Ansel Adams has long been an inspiration to me. Despite six moves in less than a decade, three of my favorite Adams’ black-and-white photos taken at California’s Yosemite Valley remain unscathed. I protected those pictures like they were the Queen’s jewels. While I don’t get many chances to experiment with natural landscape photography as much Adams did, I still try to incorporate his techniques in my everyday shooting.
El Capitan, Sunrise, Moonrise over Hernandez, Winter Sunrise, and Clearing Winter Storm are some of Adams’ most popular prints. The guy was a master at what he did. What’s more, he shot long before the digital photo era, which means his images are 100 percent unaltered. Adams was vehemently opposed to pictorialism, the trend to alter photos in the darkroom. Rather, he embraced “straight photography,” which makes one wonder what he would think of today’s high-tech society where Photoshop reigns supreme.
In addition to Ansel Adams, I’ve also gained inspiration from a slew of legendary female photographers, such as Annie Leibovitz. When I was a teenager, I secretly wished I could follow in Leibovitz’s footsteps by becoming a famous entertainment photographer. My dad kept the issue of Rolling Stone which features John Lennon and Yoko Ono posing just hours before the singer was shot and killed. Leibovitz took that photo which has since been seen around the world.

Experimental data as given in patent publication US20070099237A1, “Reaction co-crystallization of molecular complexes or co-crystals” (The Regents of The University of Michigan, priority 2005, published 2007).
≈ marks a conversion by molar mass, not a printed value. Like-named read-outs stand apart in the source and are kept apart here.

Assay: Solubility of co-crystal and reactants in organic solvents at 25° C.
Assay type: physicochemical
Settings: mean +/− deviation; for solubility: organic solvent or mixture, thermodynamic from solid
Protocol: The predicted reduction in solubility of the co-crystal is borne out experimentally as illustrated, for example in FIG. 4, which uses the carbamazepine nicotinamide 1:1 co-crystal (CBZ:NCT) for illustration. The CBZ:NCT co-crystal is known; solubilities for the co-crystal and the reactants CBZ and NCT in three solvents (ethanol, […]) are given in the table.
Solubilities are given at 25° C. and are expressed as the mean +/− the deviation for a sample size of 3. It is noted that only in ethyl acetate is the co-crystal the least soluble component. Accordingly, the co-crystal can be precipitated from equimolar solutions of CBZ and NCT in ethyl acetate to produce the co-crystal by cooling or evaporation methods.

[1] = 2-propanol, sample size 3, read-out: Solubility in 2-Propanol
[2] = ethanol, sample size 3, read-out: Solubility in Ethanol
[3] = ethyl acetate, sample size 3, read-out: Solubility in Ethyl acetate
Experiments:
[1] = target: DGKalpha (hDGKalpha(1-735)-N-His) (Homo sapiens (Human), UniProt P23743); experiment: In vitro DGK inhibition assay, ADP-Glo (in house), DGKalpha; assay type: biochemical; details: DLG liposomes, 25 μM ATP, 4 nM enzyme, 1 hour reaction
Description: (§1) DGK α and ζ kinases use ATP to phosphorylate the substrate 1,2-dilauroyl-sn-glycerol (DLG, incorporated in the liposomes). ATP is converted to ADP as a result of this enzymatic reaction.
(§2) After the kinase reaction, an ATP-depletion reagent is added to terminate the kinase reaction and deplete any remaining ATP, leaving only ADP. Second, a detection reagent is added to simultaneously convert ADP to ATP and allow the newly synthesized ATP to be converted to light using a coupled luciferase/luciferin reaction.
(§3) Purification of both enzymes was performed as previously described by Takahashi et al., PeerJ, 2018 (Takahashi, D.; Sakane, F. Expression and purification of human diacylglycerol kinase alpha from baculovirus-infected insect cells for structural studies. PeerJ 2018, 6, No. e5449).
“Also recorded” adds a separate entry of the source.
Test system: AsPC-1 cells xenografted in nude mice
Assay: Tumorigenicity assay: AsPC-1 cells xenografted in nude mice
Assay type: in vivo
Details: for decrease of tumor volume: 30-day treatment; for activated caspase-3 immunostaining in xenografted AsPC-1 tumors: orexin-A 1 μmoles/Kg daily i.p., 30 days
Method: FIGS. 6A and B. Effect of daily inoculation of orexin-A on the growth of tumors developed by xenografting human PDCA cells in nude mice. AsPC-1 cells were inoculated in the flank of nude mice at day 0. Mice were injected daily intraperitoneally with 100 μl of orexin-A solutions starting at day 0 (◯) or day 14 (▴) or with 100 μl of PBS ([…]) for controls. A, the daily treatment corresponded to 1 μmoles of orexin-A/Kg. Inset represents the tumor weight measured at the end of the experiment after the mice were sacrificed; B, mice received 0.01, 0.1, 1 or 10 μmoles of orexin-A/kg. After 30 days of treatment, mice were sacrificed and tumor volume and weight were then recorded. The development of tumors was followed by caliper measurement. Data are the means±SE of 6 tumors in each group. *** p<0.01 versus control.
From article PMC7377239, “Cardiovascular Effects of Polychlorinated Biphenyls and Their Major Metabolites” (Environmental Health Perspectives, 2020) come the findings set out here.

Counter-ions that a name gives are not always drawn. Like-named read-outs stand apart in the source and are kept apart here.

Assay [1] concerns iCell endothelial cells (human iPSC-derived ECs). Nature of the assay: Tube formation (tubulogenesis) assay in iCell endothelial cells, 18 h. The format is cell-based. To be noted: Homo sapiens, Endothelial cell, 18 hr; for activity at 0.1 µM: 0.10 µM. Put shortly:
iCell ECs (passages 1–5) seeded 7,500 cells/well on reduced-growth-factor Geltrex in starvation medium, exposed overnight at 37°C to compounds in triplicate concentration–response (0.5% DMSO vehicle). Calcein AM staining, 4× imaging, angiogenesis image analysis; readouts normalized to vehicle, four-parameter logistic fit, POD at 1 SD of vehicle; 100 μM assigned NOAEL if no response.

Shortly after I gave birth to my daughter, I started studying the incredible images taken by Anne Geddes. Highly regarded for her work with babies, Geddes is phenomenally popular in her native Australia, as well as in the United States. You might recognize her portraits of newborns posed as flowers. I tried to recreate some of her most famous photos with my daughter and failed miserably. Still, I can’t help paging through her calendars, and marveling at how she is able to capture newborns in such an amazing light. What’s more, Geddes is self-taught. She didn’t have a second of formal photo training, yet she is one of the most iconic pros shooters in the world.
Now that’s inspiring.